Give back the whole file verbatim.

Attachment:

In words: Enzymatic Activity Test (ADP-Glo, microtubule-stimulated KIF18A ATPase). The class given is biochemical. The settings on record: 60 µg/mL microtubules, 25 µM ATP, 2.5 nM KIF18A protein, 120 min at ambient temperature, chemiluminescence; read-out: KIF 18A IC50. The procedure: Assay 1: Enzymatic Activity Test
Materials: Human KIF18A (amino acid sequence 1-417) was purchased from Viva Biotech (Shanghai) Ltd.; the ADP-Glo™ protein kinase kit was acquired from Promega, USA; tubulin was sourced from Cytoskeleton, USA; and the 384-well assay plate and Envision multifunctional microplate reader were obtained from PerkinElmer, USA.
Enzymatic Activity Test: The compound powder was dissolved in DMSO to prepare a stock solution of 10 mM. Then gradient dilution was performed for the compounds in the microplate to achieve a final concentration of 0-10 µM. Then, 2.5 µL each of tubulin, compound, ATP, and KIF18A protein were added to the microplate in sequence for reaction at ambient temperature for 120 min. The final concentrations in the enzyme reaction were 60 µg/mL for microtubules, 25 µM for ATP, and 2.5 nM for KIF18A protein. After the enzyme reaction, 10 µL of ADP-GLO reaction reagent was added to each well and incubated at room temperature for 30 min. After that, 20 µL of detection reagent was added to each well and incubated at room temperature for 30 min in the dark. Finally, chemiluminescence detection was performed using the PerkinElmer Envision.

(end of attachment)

In words: Enzymatic Activity Test (ADP-Glo, microtubule-stimulated KIF18A ATPase). The class given is biochemical. The settings on record: 60 µg/mL microtubules, 25 µM ATP, 2.5 nM KIF18A protein, 120 min at ambient temperature, chemiluminescence; read-out: KIF 18A IC50. The procedure: Assay 1: Enzymatic Activity Test
Materials: Human KIF18A (amino acid sequence 1-417) was purchased from Viva Biotech (Shanghai) Ltd.; the ADP-Glo™ protein kinase kit was acquired from Promega, USA; tubulin was sourced from Cytoskeleton, USA; and the 384-well assay plate and Envision multifunctional microplate reader were obtained from PerkinElmer, USA.
Enzymatic Activity Test: The compound powder was dissolved in DMSO to prepare a stock solution of 10 mM. Then gradient dilution was performed for the compounds in the microplate to achieve a final concentration of 0-10 µM. Then, 2.5 µL each of tubulin, compound, ATP, and KIF18A protein were added to the microplate in sequence for reaction at ambient temperature for 120 min. The final concentrations in the enzyme reaction were 60 µg/mL for microtubules, 25 µM for ATP, and 2.5 nM for KIF18A protein. After the enzyme reaction, 10 µL of ADP-GLO reaction reagent was added to each well and incubated at room temperature for 30 min. After that, 20 µL of detection reagent was added to each well and incubated at room temperature for 30 min in the dark. Finally, chemiluminescence detection was performed using the PerkinElmer Envision.